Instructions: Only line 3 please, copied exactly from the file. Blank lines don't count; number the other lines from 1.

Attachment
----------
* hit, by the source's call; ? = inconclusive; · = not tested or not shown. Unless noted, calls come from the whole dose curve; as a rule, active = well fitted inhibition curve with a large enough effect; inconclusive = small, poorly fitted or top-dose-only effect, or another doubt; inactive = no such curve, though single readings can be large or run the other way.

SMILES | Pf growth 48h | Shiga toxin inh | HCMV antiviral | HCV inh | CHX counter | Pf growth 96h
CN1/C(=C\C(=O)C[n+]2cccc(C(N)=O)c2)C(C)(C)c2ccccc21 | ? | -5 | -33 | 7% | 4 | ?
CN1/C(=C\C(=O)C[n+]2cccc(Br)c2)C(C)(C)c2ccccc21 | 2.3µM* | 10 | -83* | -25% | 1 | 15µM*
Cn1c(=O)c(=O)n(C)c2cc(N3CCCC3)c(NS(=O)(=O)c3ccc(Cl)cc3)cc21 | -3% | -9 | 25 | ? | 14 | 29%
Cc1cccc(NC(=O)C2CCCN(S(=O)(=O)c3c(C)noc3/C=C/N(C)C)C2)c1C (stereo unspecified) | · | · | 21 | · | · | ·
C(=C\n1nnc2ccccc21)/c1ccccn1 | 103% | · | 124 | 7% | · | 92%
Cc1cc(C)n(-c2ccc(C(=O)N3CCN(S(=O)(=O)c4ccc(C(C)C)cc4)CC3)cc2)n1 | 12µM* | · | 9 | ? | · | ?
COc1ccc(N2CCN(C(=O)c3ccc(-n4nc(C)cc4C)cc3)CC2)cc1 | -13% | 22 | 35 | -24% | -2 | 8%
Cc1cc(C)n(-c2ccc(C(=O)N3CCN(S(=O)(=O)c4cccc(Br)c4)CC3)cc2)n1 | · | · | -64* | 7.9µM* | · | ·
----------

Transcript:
CN1/C(=C\C(=O)C[n+]2cccc(C(N)=O)c2)C(C)(C)c2ccccc21 | ? | -5 | -33 | 7% | 4 | ?